Research & Data 3 minutes, 45 second read
Podcasts may seem like a nice-to-have part of the marketing mix but research shows that 7.1 million people in the UK now listen to them weekly and this is reason to suggest they should play a more central role.
Adding strength to the argument is the fact that for the first time the data shows more than half of listeners (59%) would be happy to pay a subscription for content.
The findings come in the second A-List[en]ers, The Business of UK Podcasting report from 4DC.
As consumers grow accustomed to subscription packages across a multitude of services, from Netflix to Hello Fresh, it seems there’s a strong opportunity for podcasts to follow a similar model in what is fast becoming the Holy Grail of marketing.
Respondents said they would be happy to pay for premium content at an average of £4 (£4.03) per month, or around £50 a year. This indicates strongly that the next phase in the development of podcast services will be paid subscriptions.
A return on investment?
The research found 80% of listeners are either positive or neutral to receiving adverts with a sizeable 59% willing to buy from a brand advertised in a podcast. As these audiences grow, good messaging can fast increase a brand’s commercial opportunity concludes the report, with 22% of listeners purchasing at least one product discussed.
The importance of aligning brand messages with consumer interest is backed up by the report’s findings, as more than half of listeners (56%) go on to research the brands mentioned either immediately or straight after the podcast has finished. This consequently highlights the vital need for online visibility.
Peter Mitchell, Co-Founder, 4DC, says, “With just a fifth of consumers saying they don’t want to hear ads or sponsorship in podcasts, brands should seize commercial opportunities. Recall of brand mentions is staggering with a large – but growing – audience willing to buy straight away.
“For those listeners who don’t want to be targeted, we have been told they would be willing to spend for premium programming, either going ad-free or signing up to a subscription. In 2018, the UK market for delivery subscriptions broke through the £2bn barrier and looks to be welcoming podcasts into the fray as a healthy new revenue system for brands. The likes of Luminary are taking a Netflix-style approach, offering premium content at an affordable monthly cost.”
There is much in the research to interest the financial sector. It found that podcast listeners are wise with their money and willing to save. They saved more than £2,000 a year on average, a notable 25% more than non-listeners. However, listeners are not averse to a loan: 16% have taken one out, compared to 10% of non-listeners.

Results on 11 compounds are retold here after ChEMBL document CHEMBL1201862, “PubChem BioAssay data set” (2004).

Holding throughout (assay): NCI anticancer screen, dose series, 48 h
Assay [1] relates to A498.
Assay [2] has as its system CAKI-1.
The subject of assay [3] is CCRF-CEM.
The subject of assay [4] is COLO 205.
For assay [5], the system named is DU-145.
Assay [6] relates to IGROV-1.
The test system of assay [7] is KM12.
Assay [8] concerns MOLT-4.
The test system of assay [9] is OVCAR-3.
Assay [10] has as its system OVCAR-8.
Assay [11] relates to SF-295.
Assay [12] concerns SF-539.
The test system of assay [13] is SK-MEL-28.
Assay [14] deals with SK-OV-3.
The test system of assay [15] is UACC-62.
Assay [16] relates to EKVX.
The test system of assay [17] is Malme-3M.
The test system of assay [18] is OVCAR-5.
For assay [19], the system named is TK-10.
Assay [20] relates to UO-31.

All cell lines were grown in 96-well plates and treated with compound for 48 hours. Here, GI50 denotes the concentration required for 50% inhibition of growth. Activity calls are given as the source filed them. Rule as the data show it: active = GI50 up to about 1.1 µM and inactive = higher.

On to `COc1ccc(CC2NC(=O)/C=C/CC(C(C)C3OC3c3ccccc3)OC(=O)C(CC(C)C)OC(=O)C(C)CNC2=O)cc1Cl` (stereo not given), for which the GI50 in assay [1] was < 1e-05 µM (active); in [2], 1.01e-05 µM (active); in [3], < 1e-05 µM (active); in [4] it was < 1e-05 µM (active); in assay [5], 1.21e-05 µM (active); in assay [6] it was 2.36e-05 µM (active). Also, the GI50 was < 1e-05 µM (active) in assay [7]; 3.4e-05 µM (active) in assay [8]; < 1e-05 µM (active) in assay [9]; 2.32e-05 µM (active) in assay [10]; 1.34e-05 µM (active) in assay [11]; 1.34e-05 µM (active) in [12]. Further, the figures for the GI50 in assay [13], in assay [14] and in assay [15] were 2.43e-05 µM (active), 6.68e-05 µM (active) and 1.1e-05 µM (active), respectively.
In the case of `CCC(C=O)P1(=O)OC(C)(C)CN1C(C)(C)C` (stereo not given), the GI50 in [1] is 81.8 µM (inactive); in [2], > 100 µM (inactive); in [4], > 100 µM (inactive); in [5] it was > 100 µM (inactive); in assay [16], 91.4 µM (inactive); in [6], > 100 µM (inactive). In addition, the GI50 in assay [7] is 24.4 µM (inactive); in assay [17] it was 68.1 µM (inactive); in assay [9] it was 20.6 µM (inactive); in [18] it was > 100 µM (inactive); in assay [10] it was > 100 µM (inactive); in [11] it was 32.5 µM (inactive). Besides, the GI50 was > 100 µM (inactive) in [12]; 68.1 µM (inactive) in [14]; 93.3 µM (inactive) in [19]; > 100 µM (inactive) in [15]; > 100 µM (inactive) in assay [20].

Encouragingly, 59% of listeners believe that podcast advertising is relevant to them, and a significant 57% trust it. In the right context, this trust is something brands and institutions will benefit from, the report suggests.
The US clearly leads the way in podcasting prowess, using powerful celebrities to draw in listeners. The likes of Joe Rogan’s self-titled programme is currently number one in the subscriber charts for 2019.
Although the UK is embryonic in comparison, we’re certainly becoming more attuned to hearing recognisable voices: half of listeners say it’s important they have heard of the presenter when picking a new podcast.
As we see more and more celebrities in the UK hosting their own shows, from Fearne Cotton to Peter Crouch, the growing demand is clear. In fact, the previous 4DC report from June 2019 indicated that 17% of listeners preferred a celebrity presenter, climbing to 25% in only six months.
Howard Kosky, Co-Founder, 4DC, says, “The UK podcast audience, A-list(en)ers, are active, loyal, connected, growing in number – and possess valuable spending power. This data demonstrates podcasts are fast becoming a normal part of people’s routines. They are now an established information and entertainment service. As a platform for brands, this is an ROI opportunity not to be missed.”
4DC commissioned proprietary research to create this report. The research was conducted by Opinion Matters, with 3,103 respondents (2,003 non-podcast listeners and 1,100 podcast listeners) aged 16+ in GB between 11.10.19 – 23.10.19. For comparison, data has been used from other markets – primarily the USA – to understand, predict and speculate as to how the UK podcasting scene might develop.